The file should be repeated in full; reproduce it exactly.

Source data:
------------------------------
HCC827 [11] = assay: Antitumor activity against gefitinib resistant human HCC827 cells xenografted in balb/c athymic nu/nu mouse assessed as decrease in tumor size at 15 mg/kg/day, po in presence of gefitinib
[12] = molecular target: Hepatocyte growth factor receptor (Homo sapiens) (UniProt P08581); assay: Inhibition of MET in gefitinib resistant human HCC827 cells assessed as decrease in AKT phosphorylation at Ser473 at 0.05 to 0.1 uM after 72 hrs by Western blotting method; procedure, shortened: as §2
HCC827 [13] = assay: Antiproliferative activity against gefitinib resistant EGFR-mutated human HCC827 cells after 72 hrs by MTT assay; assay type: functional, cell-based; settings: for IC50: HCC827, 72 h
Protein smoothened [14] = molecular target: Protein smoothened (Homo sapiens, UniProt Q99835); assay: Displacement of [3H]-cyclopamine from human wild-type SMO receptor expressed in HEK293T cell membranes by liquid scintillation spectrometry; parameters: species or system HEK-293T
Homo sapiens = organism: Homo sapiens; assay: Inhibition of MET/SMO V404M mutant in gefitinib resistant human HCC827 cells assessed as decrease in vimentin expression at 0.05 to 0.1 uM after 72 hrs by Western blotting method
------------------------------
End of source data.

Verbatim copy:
HCC827 [11] = assay: Antitumor activity against gefitinib resistant human HCC827 cells xenografted in balb/c athymic nu/nu mouse assessed as decrease in tumor size at 15 mg/kg/day, po in presence of gefitinib
[12] = molecular target: Hepatocyte growth factor receptor (Homo sapiens) (UniProt P08581); assay: Inhibition of MET in gefitinib resistant human HCC827 cells assessed as decrease in AKT phosphorylation at Ser473 at 0.05 to 0.1 uM after 72 hrs by Western blotting method; procedure, shortened: as §2
HCC827 [13] = assay: Antiproliferative activity against gefitinib resistant EGFR-mutated human HCC827 cells after 72 hrs by MTT assay; assay type: functional, cell-based; settings: for IC50: HCC827, 72 h
Protein smoothened [14] = molecular target: Protein smoothened (Homo sapiens, UniProt Q99835); assay: Displacement of [3H]-cyclopamine from human wild-type SMO receptor expressed in HEK293T cell membranes by liquid scintillation spectrometry; parameters: species or system HEK-293T
Homo sapiens = organism: Homo sapiens; assay: Inhibition of MET/SMO V404M mutant in gefitinib resistant human HCC827 cells assessed as decrease in vimentin expression at 0.05 to 0.1 uM after 72 hrs by Western blotting method